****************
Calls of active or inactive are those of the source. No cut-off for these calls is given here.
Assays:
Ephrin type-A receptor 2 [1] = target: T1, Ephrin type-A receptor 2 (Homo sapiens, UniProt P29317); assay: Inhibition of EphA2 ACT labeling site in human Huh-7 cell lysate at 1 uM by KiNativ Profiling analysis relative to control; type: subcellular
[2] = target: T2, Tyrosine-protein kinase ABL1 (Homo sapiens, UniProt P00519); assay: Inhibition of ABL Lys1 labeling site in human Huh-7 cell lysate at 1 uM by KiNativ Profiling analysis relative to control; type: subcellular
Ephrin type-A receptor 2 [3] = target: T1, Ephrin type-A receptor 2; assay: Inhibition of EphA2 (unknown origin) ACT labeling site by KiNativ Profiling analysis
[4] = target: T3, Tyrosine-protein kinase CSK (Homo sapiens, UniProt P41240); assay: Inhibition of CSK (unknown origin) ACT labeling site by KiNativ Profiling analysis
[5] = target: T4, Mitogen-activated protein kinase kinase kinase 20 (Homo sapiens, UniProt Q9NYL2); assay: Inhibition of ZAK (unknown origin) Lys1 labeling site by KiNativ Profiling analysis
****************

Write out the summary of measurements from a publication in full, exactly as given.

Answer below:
Calls of active or inactive are those of the source. No cut-off for these calls is given here.
Assays:
Ephrin type-A receptor 2 [1] = target: T1, Ephrin type-A receptor 2 (Homo sapiens, UniProt P29317); assay: Inhibition of EphA2 ACT labeling site in human Huh-7 cell lysate at 1 uM by KiNativ Profiling analysis relative to control; type: subcellular
[2] = target: T2, Tyrosine-protein kinase ABL1 (Homo sapiens, UniProt P00519); assay: Inhibition of ABL Lys1 labeling site in human Huh-7 cell lysate at 1 uM by KiNativ Profiling analysis relative to control; type: subcellular
Ephrin type-A receptor 2 [3] = target: T1, Ephrin type-A receptor 2; assay: Inhibition of EphA2 (unknown origin) ACT labeling site by KiNativ Profiling analysis
[4] = target: T3, Tyrosine-protein kinase CSK (Homo sapiens, UniProt P41240); assay: Inhibition of CSK (unknown origin) ACT labeling site by KiNativ Profiling analysis
[5] = target: T4, Mitogen-activated protein kinase kinase kinase 20 (Homo sapiens, UniProt Q9NYL2); assay: Inhibition of ZAK (unknown origin) Lys1 labeling site by KiNativ Profiling analysis